Doing research with people with dementia: What actually happens in the interview?

 

Talking to people with dementia can be hard work. As a health professional I have often used numerous creative strategies to do this, borrowed from my knowledge of working with people with aphasia post stroke, or cognitive communication difficulties post brain injury. These strategies can include modifying the environment (quiet is generally better- therefore off the ward, no TV, no visual distractions either), considering the time of day (depends on the person when they are at their best), modifying my communication (using pictures can help or hinder, modifying language to be simpler is not always effective) and considering carefully what else might help (do friends/carers/family help or not). This can really very effective ways of interacting.

When doing research with people with dementia communication strategies can also support participation. I have been running focus groups with people with Primary Progressive Aphasia, and more recently people with Alzheimer’s dementia. The strategies that we needed to employ to support people to participate were overlapping but different. Some of the commonalities included environmental factors, such as the way the chairs were set, the number of participants we invited, the pace of the activities. Some strategies needed to be specific to the individuals involved. One person I worked with used gesture to convey meaning, and I needed to use more clarification to ensure I had interpreted her correctly. Another person I worked with needed frequent re-orientation to the task and where his partner was, whilst also participating in some discussion.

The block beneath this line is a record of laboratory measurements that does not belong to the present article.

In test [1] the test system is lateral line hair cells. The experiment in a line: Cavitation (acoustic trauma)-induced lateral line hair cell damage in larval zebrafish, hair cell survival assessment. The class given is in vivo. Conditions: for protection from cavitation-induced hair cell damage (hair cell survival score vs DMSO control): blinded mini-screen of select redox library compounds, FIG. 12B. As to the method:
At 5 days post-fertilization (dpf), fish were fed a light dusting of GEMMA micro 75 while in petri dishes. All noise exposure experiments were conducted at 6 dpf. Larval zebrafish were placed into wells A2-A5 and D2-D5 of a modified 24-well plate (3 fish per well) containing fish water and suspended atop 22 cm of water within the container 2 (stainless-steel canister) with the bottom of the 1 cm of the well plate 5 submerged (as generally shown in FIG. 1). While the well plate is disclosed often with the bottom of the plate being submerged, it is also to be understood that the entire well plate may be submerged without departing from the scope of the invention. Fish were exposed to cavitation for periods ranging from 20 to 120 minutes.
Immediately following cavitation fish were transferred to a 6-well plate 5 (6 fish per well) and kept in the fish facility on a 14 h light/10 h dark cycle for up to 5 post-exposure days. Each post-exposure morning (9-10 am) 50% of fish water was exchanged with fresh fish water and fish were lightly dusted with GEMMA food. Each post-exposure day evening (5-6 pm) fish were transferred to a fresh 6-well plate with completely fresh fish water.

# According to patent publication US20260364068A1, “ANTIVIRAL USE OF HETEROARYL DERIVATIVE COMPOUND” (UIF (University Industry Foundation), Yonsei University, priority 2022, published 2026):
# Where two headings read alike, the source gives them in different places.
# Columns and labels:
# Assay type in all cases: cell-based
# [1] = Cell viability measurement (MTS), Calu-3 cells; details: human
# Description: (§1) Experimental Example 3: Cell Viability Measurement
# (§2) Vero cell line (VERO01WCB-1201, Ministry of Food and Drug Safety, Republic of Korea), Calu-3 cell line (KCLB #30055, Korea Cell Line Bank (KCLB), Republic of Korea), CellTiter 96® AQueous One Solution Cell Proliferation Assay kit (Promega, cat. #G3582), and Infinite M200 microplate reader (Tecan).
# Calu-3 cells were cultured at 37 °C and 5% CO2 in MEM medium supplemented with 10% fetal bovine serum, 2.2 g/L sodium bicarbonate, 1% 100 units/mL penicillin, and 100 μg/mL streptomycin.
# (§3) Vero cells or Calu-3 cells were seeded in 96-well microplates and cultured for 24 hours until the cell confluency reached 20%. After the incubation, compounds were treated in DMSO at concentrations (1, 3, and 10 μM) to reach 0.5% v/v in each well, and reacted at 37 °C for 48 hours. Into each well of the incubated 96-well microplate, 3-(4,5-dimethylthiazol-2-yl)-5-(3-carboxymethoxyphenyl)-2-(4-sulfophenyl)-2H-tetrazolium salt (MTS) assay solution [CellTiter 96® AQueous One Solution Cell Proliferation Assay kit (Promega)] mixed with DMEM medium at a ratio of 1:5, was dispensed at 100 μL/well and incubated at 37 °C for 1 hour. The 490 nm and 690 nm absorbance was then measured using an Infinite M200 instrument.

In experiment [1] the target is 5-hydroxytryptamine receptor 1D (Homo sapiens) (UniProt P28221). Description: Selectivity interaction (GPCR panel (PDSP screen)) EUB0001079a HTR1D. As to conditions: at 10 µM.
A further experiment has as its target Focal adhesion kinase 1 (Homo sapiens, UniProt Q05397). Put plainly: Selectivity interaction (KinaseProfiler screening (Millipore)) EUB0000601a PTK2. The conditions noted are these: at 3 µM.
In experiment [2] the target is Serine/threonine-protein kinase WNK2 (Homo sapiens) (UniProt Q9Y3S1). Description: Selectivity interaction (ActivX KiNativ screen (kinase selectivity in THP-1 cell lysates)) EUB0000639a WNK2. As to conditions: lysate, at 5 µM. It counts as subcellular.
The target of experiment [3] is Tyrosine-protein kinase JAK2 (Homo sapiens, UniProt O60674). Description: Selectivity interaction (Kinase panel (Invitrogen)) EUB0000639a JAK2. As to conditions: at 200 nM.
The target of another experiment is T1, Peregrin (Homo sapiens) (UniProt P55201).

That said, it can be very easy to use more leading or biased language when one tries to break things down and make them more accessible for the listener. We are supposed to use the least bias possible, and present information in a balanced way. Unless we carefully consider the way we use pitch, tone, and gesture alongside vocabulary we can easily biased people without even realising it. I was recently speaking with another SLT, Sarah Griffiths who has recently blogged on this topic for the dementia researcher website. Sarah is a former senior lecturer at Marjon University and currently a research fellow at Plymouth University. We were discussing how we do research with people with dementia, how we engage them in a conversation or interview, but don’t bias them and whether this is even possible. The more I think about this, the more I am not sure we can’t avoid some bias. But perhaps by being mindful of context and language, by using multiple choices and acknowledging bias this can help.

Sarah put me onto a great blog by Jemima Dooley, she cites the work done by a group of researchers with dementia called the Forget-Me-Nots who are coming up with tips and hints on how to support people with dementia to tell their stories in a research context. Jemima discusses the idea of using photos, taken by the research participants, which then support discussion points in interviews. I have used this approach, successfully in therapy, and PPI work. I have yet to see it work in research activities specifically. I am planning to use it in some work I doing shortly. But again I am not sure that this is without bias, and interpretation.

I have though quite a bit about this, and I have actually been pondering whether, as long as we use all these strategies to maximise participation, should we actually be focusing more on how we are interpreting the data? Do we need to be mindful of getting assurance from the people themselves, their families or other people with dementia, that we are interpreting the data correctly? Would this support our methodology too? Can we do this with people with dementia?

Food for thought!

 

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